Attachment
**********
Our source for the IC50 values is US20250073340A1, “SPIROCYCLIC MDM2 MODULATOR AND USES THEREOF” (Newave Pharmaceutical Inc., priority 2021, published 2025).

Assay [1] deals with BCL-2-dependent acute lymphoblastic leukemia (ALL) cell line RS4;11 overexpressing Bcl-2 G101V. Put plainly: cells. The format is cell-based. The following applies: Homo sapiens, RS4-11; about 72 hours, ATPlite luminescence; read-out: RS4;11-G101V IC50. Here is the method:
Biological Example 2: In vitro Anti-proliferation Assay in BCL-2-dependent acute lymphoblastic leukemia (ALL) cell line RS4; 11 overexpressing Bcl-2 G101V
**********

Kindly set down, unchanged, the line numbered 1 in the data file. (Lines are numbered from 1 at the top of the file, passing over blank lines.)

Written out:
Our source for the IC50 values is US20250073340A1, “SPIROCYCLIC MDM2 MODULATOR AND USES THEREOF” (Newave Pharmaceutical Inc., priority 2021, published 2025).